Monday, November 1, 2010

ASBH 12th Annual Conference Report

Last week I attended the 12th Annual Conference of the American Society for Bioethics and Humanities. I found it a fascinating meeting, and was thrilled to see that some of the nation’s leading ethicists were in attendance; they are sort of like idols to me. But as I went to each session, I was struck by how difficult a field bioethics has become. And I was equally struck by how, within chiropractic, we often do not need to confront the issues that are daily challenges in medicine.

For example, one of my sessions addressed this problem: for children with medulloblastomas, there are three possible therapies which can be offered. Each carries a mix of difficult decisions. In one case, there survival rate for Therapy A is highest (90%), but it also carries the highest rate of leaving a child with reduced capacity for intelligence (after treatment, intelligence will be 40% what it was before treatment). In Therapy B, the survival rate falls a bit, but the rate of mental retardation decreases a bit as well. And in Therapy C, the survival rate is lowest, but intelligence is generally preserved. The question was not, which one should a parent choose? The question was, do we even tell the parent about option A, which has best survival rate but almost invariably will impair the future mental capacity of the child. And the program was devoted to discussing when and where medical paternalism might be justified.

A second session was less life-threatening in its question, but was equally interesting. How honest should a medical student be in revealing to a patient that he or she is indeed a student at all? In training, medical students (and chiropractic students, of course) gain skills by treating actual patient under the supervision of attending physicians. Do patients want to know that the person treating them is a student? Do we have an obligation to tell them? How do we respect autonomy?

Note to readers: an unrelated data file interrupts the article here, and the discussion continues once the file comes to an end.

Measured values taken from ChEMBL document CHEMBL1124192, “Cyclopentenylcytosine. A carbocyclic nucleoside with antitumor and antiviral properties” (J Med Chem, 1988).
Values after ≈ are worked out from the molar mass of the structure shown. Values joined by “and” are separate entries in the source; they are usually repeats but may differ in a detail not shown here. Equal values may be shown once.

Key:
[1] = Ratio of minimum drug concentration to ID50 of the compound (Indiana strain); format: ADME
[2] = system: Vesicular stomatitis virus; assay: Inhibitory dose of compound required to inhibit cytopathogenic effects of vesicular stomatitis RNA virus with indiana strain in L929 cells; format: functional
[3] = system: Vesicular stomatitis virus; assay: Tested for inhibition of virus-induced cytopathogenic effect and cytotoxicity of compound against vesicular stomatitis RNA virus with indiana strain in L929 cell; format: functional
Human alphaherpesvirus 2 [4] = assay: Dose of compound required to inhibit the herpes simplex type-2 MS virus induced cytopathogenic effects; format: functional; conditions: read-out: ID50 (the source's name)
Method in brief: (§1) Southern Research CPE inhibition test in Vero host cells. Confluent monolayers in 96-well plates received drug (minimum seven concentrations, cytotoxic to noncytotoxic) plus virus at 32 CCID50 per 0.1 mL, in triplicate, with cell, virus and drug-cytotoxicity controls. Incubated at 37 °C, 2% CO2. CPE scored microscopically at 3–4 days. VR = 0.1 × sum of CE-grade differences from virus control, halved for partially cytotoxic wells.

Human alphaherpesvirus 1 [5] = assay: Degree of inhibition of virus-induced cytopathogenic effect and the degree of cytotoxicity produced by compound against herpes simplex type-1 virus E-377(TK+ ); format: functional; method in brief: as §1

Can we benefit from past wrongs? Should we use data from Nazi concentration camp experiments? Should Roman Catholics allow their children to be vaccinated using vaccines grown in the tissues of aborted fetuses or accept treatment that came from the use of human stem cell lines? Do we apply consequentialist theories here or deontological ones? Is it right to make a good from an evil? There are no easy answers here.

It turns out that bioethics is a vibrant field that can cast light onto difficult subjects and issues. And we are confronting them- genetic research, stem cell research, gene therapy, the Human Genome Project, organ transplantation, public health ethics (population as opposed to personal level bioethics) and so on. It is why I find this so fascinating.

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